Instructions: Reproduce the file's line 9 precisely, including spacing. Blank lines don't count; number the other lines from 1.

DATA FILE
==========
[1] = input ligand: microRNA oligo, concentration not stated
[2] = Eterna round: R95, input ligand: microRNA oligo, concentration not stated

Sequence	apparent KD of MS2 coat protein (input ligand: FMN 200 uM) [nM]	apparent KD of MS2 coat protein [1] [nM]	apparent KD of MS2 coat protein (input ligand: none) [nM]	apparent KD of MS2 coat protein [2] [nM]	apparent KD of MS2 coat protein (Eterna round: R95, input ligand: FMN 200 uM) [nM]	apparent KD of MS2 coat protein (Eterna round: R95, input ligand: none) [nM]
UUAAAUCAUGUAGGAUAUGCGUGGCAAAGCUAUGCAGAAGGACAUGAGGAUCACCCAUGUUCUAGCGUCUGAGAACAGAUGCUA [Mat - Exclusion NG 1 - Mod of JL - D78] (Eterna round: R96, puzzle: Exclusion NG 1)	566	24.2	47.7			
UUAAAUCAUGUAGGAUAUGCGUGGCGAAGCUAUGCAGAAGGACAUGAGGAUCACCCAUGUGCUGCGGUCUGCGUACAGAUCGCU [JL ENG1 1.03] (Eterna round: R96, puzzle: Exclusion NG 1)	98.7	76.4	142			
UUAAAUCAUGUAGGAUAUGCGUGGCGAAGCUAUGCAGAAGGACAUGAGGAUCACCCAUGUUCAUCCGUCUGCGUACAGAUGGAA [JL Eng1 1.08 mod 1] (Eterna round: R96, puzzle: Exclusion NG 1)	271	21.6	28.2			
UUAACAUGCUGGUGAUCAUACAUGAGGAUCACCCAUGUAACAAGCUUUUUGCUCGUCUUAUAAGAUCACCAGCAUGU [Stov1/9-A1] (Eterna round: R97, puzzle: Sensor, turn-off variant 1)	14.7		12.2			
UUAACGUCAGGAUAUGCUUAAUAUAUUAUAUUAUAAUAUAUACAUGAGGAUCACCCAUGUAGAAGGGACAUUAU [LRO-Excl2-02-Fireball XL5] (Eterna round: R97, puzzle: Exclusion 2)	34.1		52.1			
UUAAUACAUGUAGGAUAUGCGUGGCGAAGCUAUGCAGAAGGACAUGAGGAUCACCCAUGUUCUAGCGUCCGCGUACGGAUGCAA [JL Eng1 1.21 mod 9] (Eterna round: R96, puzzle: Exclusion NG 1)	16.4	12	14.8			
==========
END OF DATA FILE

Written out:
UUAAUACAUGUAGGAUAUGCGUGGCGAAGCUAUGCAGAAGGACAUGAGGAUCACCCAUGUUCUAGCGUCCGCGUACGGAUGCAA [JL Eng1 1.21 mod 9] (Eterna round: R96, puzzle: Exclusion NG 1)	16.4	12	14.8			